meeting your in-lawsIt’s no surprise that the first time I traveled to Edinburgh to visit K’s parents I was incredibly nervous. No-one would deny that meeting their in-laws for the first time is stressful; they’re probably the only other set of parents that you’ll hope to impress and please as much as your own. Now up the ante and throw in a language barrier, completely different cultural background and a pre-conceived dislike to overcome and you’ll have some idea of what I faced. I was entering a house where I was not entirely welcome. Despite meeting K’s mother and siblings before, I had yet to meet his father and grandfather – they had refused to attend our wedding. K had gone against his father’s wishes in marrying me, a white girl, depriving him of the possibility of forming an alliance of his choice with another Pakistani family. I was a walking advertisement of how his eldest child had disobeyed his wishes and succumbed to the temptations of the West. This wasn’t going to be easy.

A few months after the wedding, K and I planned a visit to Edinburgh, determined to try and build bridges. We had already sent gifts of kurta shalwar and lenghas to everyone in the family before the wedding, from his grandfather down to his youngest brother.
Kurta shalwaar wedding lengha

We hoped the passing of time had helped a little. As the trip drew nearer I enlisted K’s help in compiling a list of Do’s & Don’ts, to help me navigate the cultural minefield and minimise the risk of (further) offending anyone. I genuinely wanted to make a good impression. I knew to eat with my right hand only, keep my hair covered, to address my parents-in-law using ji, a term of respect, and to keep my gaze lowered. I knew not to fidget, crack my fingers or do anything that would single me out for ridicule or disapproval and to say as little as possible about my past and my family. None of it would paint me in a good light (this was partly due to the gulf of cultural differences and partly the difficult relationship I had with my parents; plus mental illness in the family is never a good spousal selling point).

I had never done anything this difficult before, I felt like the biblical Daniel entering the lion’s den. I was terrified of slipping up. There seemed to be so many potential pitfalls. I was convinced I would offend everyone without even trying, such was the power of my malignant, maleficent influence! For the entire six-hour journey I  pestered K, “Is there anything you’ve forgotten to tell me about? Can you think of anything else I need to be careful of?” until, in sheer desperation, he switched the CD player on. My palms were sweaty, my mouth was dry. It was a long drive.

When we finally arrived in Edinburgh, it was late at night. I was wearing shalwaar kameez and as we drew nearer to the house I pulled my duputta over my hair and secured it by throwing the ends over each shoulder. It was a silky material and I fretted about it slipping off without my knowledge. Self-consciously, I tugged at it every few minutes, making minor adjustments. Right then, I envied women who had worn this all their lives, and whose movements seemed unrestricted by the fear of dislodging it. I could already feel my shoulder muscles starting to protest from being constantly tensed.

The moment I had dreaded arrived as we pulled up outside the house. I ignored the overwhelming urge to run, very fast, in the opposite direction and followed K to the door. His mother answered and with a murmured “Assalaamu aleikum”, she greeted us both in the customary way; a hug, cheek-to-cheek first on one side, then the other, and back to the original side. Then we followed her through to the lounge.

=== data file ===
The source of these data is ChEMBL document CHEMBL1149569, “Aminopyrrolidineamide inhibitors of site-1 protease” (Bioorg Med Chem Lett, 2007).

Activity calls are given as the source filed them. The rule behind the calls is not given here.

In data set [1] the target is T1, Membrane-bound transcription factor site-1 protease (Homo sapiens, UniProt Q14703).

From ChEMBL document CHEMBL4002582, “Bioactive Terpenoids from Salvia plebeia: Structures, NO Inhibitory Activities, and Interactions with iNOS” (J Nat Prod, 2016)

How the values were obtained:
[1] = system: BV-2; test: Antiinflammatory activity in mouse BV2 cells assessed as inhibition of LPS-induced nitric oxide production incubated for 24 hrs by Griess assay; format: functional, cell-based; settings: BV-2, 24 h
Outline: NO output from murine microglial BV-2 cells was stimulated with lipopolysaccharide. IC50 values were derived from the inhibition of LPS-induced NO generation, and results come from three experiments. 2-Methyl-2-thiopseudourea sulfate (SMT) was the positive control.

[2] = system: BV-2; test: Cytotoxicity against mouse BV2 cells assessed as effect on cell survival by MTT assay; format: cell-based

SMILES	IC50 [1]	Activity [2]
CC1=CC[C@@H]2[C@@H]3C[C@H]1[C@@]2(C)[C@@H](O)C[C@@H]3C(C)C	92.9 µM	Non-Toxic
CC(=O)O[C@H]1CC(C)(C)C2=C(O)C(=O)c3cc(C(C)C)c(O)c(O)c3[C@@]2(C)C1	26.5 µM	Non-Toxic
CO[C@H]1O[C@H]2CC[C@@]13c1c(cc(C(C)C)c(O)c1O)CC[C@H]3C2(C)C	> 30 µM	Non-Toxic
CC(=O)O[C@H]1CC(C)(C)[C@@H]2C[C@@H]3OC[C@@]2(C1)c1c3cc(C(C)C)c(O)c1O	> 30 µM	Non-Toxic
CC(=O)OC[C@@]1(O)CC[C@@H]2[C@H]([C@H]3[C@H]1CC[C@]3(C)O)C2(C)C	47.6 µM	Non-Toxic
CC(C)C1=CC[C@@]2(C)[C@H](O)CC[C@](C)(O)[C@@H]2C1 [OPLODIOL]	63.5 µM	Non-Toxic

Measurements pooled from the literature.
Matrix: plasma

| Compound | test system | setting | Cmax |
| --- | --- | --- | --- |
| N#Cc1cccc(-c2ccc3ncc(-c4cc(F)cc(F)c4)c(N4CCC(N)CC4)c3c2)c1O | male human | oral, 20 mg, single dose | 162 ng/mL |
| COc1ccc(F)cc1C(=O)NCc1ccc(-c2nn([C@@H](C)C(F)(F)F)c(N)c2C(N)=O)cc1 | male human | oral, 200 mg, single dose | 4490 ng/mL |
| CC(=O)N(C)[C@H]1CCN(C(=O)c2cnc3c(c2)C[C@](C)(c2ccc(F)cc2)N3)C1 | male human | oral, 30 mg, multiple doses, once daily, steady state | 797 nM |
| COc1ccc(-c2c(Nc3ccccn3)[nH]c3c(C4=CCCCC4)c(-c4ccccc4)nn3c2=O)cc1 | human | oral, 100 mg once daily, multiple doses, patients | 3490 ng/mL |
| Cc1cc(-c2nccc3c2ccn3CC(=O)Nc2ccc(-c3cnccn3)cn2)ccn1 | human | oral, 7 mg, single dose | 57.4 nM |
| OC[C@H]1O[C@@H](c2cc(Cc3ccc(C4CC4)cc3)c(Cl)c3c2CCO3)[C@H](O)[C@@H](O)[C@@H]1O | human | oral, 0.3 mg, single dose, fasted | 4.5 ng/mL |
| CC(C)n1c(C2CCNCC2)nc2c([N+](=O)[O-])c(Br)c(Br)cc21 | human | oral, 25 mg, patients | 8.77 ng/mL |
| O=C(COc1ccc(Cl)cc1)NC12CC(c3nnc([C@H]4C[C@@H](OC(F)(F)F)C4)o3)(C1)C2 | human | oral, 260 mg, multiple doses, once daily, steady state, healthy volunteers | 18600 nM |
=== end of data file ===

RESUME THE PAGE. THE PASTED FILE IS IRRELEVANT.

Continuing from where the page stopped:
Five pairs of eyes turned to assess me and the room seemed to shrink, its walls closing in around me. I suddenly felt huge and ungainly – uncomfortable as the centre of attention. Following K’s lead, I waited meekly while he greeted his father with a handclasp and a “man-hug”, then murmured “Assalaamu aleikum” and briefly met my father-in-law’s gaze before returning my attention to the carpet. With no knowledge of the language, K had assured me I had the easy ride. I was required only to appear modest, polite and demure. Although there’s nothing wrong in being seen as a strong woman, it’s quiet strength that is desirable in South Asian circles. An aggressive and confrontational woman will struggle to earn male respect. Anyway, it was my first meeting with my father-in-law and I didn’t want to appear forward so I ignored my western inclination to present a strong and confident image, forgot about the younger pairs of eyes silently watching and weighing up and continued with my study of the carpet pattern while I listened to the Punjabi exchanges and tried to gauge their tone.

As with most highly anticipated moments of extreme awkwardness or anxiety, the reality turned out to be banal and unremarkable. Of course K’s father wasn’t going to rant and rave and throw us out. There were social conventions to be observed. Most South Asians are skilled in using words to wound and wouldn’t chose to lose face by being so openly inhospitable. The weight of cultural expectations would be brought to bear later, probably without my knowledge, as I didn’t yet speak the lingo. For now, I could see, everyone was as curious about me as I was nervous about them.

Later, when K and I were alone, I asked him how he thought it went. Apparently his father thought I was nicely dressed and was impressed with my knowledge of Islam. But suspicion is hard to shift. He had asked me, in halting English, a question that he would repeat again and again in the future… “Aisha…. why you…er.. . marry my son?” I’m not sure my honest but clumsily worded Urdu reply, “Woh bohut achchaa aadmi hai” (He’s a good man) did much to allay his concerns.